When I say you get the elected officials or government you deserve, it is like going to McDonald’s expecting to get a healthy, low-calorie, low fat fine dining experience. Of course you are going to get shit, because you went to a shit place. The same with elected officials, you get get shit, because you either did not go out and vote, you are a low-information voter (which seems to be many), you don’t read enough (and not Facebook posts), you listen to some bullshit asshole preacher, you keep voting for the same shit even though you see no improvements to your community (Comrie, Meeks, Wills, Cook, Smith).
So wake the fuck up, inform yourself, look around your community, be informed, etc. AND stop calling them “honorable, like “The Honorable Leroy Comrie”, there is not a damn thing honorable about him, he is a paid life long political hack who is fucking lazy and nothing but bullshit comes out of his mouth, yet many of you vote for this clown over and over again. Plus the fuck works for you, not the other way around.
So, you do get the elected officials you deserve and you get the community you deserve as well.
From The Daily News:
But that ideal scenario goes out the window when it becomes clear that too many politicians are more interested in their own pay, perks and power than in serving the public good. That’s when voters have to act less like passive consumers and more like what we truly are: the bosses who collectively employ a group of temporary workers — called elected officials and commissioners — to operate with honesty, efficiency and common sense.
It seems clear, my fellow voters, that some of our employees have been feathering their own nests while many of the city’s major problems go unfixed.
The most obvious and nauseating example is the rampant malfeasance at the Department of Correction, where ex-Commissioner Joseph Ponte and dozens of his employees knowingly ripped off the city for an estimated $20,000 by using city vehicles to visit friends and family outside New York City month after month.
Ponte’s infamous 90 days out of state were the tip of the iceberg. According to the DOI report, Acting First Deputy Commissioner Cynthia Brann “told DOI that she used her city vehicle on weekends almost exclusively for shopping, including trips to Woodbury Commons Outlets and the Gallery at Westbury Plaza, among others.”
Deputy Commissioner Gregory Kuczinski “took over 20 trips to Westchester County in his take-home vehicle on personal business, including a vacation day to go golfing and multiple trips to John F. Kennedy and LaGuardia airports to transport family,” according to the report.
Mayor de Blasio’s stubborn refusal to acknowledge the depth of the rot makes the problem even worse.
Actually, the internal controls were fine. City vehicles are equipped with GPS tracking capability. The City Vehicle Driver Handbook says: “Drivers are not allowed to use City Government vehicles for personal activities, except for required rest periods, meals, and brief stops incidental to the conduct of official City business.”
That plain language leaves no room for the dozens of trips for golf outings, suburban outlet malls and family airport runs that the Correction staffers took. But the mayor, plainly frustrated, recently groused on WNYC radio that “All people want to talk about is the God-forsaken cars.”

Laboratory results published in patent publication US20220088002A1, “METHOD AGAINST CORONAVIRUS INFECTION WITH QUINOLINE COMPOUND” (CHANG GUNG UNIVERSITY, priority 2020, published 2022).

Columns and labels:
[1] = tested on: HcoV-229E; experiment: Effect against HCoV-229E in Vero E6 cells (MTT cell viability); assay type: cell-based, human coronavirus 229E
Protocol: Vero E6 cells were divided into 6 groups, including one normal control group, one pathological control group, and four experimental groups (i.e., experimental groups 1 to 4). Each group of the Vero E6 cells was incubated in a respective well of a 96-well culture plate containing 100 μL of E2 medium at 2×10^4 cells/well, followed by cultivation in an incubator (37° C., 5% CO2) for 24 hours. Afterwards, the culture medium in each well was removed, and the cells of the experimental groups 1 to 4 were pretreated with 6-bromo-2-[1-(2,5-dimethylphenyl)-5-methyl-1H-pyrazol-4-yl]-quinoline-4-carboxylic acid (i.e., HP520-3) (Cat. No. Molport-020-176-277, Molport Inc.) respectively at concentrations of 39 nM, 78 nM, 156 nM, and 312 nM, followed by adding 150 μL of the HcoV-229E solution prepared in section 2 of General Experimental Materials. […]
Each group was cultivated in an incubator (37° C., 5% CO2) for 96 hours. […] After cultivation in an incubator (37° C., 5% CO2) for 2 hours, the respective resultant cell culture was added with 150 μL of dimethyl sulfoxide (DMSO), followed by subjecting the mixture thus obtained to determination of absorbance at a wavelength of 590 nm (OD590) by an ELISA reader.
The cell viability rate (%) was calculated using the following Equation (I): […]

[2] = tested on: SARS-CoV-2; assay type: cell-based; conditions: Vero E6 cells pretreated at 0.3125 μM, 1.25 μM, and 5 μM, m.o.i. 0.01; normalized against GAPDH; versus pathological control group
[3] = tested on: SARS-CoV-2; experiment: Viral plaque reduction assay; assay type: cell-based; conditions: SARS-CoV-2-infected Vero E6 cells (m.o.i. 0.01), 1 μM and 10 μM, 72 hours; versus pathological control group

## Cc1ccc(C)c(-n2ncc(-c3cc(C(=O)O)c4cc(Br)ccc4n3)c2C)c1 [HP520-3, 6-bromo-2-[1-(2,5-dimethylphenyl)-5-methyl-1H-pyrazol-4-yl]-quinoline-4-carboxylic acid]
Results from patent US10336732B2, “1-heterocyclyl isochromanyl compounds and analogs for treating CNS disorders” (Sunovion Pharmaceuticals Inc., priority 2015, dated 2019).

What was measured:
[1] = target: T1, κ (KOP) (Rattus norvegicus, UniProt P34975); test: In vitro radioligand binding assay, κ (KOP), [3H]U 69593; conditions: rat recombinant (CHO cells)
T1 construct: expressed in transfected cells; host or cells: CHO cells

In reality, as de Blasio will surely discover on the campaign trail, the issue for many members of the public is whether public servants are getting (or illegally taking) the perks of a privileged class, treating city property like their personal playthings at the expense of the rest of us.
That brings us to an ill-advised, little-noticed city decision to hand out tens of thousands of parking placards to school teachers. The union representing principals, school nurses and some administrators recently won an arbitration ruling granting them placards to use for free parking near schools.
But City Hall went beyond the ruling and decided to give placards to every school employee who has a car, opening the floodgates to many of the city’s 75,000 teachers and 19,000 paraprofessionals.
“The placards don’t guarantee a legal parking spot, but since traffic enforcement agents don’t ticket vehicles with placards on the dash, they do guarantee that parking in a crosswalk, bus stop, or no-standing zone will get a free pass. . . . Evidently, that’s OK with Bill de Blasio,” writes Brad Aaron, managing editor of Streetsblog, the transit advocacy website.
And we’ve recently learned of another questionable hit on taxpayers, courtesy of the scandal-plagued state Senate. It turns out that seven senators have been getting extra pay — $12,500 here, $18,000 there — ostensibly for chairing various committees.
The problem, as The News’ Ken Lovett reports, is that the seven actually aren’t chairing those committees, a possible violation of state law.
It’s easy to get angry about all of this, but anger alone isn’t enough. With just under six months to go before Election Day, it’s time to inform our current and future workers that stealing, sloppy work and laziness aren’t acceptable, and never will be.
Louis is political anchor at NY1 News.